Lucille and Desi’s marriage was portrayed in the 2021 movie Being the Ricardos, in which Nicole Kidman and Javier Bardem starred as the couple. The film was written and directed by Aaron Sorkin. In an interview with Extra in December 2021, Kidman opened up about why she wanted to play Lucille. “That is something that Javier and I want to honor,” she said. “But at the same time, you want it to be a true depiction of who they are so that people watching it go, ‘Oh, OK…’ Aaron’s really gone in there, he’s done them proud, but at the same time he has been very true to their spirits… They’re compelling, fascinating… people and at the same time—they are human.”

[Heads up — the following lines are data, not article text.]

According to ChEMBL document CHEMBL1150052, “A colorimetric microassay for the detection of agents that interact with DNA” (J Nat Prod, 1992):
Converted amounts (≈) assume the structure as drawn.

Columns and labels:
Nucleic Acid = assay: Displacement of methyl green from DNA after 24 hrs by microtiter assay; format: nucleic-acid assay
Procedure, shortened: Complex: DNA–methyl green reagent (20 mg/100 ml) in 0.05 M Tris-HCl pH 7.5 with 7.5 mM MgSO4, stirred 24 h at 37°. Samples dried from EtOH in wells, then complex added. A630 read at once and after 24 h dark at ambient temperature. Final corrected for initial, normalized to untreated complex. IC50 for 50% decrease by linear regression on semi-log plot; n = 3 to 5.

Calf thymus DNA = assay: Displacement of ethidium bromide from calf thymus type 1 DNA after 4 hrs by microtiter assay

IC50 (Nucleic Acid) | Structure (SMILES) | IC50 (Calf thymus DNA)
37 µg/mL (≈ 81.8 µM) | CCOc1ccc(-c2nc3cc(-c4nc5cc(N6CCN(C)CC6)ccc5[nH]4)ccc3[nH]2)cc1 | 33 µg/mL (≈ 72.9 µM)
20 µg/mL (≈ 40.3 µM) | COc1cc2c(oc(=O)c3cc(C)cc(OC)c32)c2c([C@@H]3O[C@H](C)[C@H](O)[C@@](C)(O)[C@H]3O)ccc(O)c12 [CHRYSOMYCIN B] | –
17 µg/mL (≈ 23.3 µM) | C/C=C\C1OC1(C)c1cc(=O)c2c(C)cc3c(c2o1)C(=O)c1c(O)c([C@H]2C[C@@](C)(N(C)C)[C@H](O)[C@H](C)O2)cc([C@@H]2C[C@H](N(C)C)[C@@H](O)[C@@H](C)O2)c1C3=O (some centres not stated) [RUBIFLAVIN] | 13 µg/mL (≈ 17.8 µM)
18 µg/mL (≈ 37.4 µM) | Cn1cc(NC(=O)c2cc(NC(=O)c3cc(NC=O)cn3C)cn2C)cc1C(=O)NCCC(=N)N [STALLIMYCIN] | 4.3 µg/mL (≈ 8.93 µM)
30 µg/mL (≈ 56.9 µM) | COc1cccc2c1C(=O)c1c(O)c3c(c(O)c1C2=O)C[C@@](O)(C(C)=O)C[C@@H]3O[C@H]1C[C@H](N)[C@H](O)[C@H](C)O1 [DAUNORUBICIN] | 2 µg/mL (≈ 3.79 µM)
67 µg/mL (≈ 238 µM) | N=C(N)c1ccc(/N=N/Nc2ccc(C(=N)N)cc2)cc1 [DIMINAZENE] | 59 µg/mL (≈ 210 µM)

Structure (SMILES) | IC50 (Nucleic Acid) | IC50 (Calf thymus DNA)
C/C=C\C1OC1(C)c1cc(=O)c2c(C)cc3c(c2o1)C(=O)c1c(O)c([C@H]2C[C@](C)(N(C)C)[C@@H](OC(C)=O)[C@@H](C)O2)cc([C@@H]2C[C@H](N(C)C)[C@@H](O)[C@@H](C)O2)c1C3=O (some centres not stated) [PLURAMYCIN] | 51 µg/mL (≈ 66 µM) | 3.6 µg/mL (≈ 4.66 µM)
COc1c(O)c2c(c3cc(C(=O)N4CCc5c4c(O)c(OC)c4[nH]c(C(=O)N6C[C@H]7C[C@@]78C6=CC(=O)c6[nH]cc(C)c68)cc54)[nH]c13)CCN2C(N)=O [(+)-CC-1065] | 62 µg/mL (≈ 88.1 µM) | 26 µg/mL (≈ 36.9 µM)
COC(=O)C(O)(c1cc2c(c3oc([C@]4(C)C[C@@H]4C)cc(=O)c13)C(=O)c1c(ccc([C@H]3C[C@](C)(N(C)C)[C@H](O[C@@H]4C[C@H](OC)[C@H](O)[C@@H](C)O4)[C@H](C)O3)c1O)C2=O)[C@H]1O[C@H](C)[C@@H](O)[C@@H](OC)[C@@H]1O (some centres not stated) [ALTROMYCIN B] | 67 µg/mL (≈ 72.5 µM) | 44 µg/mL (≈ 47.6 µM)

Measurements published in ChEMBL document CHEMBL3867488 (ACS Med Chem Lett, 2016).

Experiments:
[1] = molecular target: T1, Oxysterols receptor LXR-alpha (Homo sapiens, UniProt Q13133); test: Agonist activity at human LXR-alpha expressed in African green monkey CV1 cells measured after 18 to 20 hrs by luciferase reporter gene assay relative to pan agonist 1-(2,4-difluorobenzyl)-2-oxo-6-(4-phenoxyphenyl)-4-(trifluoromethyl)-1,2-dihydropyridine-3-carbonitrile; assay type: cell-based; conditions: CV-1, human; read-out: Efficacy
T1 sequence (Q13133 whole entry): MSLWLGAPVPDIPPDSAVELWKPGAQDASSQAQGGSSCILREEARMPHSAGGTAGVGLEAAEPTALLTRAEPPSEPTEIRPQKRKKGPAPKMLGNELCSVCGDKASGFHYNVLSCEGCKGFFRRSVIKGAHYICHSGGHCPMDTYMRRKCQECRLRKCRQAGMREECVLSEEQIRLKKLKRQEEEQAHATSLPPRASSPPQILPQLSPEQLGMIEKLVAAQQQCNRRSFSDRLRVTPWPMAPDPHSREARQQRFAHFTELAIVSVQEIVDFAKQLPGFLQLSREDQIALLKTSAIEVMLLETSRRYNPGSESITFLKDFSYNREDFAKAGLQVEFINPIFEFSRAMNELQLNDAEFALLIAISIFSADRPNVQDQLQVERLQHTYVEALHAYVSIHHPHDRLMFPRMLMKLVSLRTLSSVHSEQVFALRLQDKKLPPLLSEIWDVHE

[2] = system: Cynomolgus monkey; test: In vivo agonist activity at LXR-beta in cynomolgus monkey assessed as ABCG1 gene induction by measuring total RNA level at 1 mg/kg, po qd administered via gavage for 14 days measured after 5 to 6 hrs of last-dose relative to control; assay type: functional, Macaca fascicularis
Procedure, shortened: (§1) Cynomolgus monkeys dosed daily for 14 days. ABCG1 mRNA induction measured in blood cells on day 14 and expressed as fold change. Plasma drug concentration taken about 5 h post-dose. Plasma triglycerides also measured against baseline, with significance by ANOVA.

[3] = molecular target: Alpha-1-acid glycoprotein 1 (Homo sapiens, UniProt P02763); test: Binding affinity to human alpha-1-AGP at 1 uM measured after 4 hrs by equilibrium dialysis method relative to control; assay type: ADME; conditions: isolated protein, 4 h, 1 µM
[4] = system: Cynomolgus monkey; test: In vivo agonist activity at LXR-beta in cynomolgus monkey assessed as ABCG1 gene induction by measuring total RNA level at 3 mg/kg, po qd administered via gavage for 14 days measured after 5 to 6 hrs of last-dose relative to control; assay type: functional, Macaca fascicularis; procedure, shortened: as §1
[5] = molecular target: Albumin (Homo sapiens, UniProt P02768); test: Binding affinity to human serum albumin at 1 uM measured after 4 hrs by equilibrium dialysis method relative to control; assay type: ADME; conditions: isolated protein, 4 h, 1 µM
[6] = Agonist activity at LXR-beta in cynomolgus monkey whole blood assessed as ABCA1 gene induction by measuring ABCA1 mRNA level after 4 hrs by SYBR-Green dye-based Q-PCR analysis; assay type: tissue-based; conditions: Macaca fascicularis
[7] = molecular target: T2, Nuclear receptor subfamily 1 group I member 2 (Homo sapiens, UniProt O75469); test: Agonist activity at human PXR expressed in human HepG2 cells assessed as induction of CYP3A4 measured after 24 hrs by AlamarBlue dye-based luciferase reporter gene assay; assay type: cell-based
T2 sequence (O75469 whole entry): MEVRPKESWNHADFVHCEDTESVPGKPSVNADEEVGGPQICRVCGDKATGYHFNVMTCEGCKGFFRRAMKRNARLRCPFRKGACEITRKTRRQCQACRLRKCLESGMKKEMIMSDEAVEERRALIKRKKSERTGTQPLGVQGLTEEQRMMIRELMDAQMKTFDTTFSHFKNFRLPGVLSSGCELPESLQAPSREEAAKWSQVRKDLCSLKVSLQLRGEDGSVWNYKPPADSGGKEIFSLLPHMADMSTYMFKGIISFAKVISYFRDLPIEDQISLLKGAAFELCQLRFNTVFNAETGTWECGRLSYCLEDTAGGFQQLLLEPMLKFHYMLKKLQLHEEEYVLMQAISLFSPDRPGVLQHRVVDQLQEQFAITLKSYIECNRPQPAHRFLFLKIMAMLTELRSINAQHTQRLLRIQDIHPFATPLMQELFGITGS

The story of Lucille and Desi’s relationship was told in Amy Poehler’s 2022 documentary, Lucy and Desi, which dove into who they were as people in addition to Hollywood stars. “I knew about them as performers, not as people,” Poehler told Variety in 2021. “These two incredible outsiders worked hard to become powerful, influential figures at a time when women and immigrants were not running the system. But at the end of the day, the attempt was to tell a love story: Their long journey of falling in love, working, and staying in love with each other through thick and thin was echoed in their show.” Poehler continued, “And then to watch America’s most powerful couple — they created the idea of a power couple — split up after being on TV, as this example of how things will always be OK, it was interesting. So much is made of their work and comedy, and it should be. But I also think it is also an equal triumph to have a relationship that was the kind that they had. It is hard to maintain a working relationship, as well as a relationship with someone you love and is your partner in raising kids.”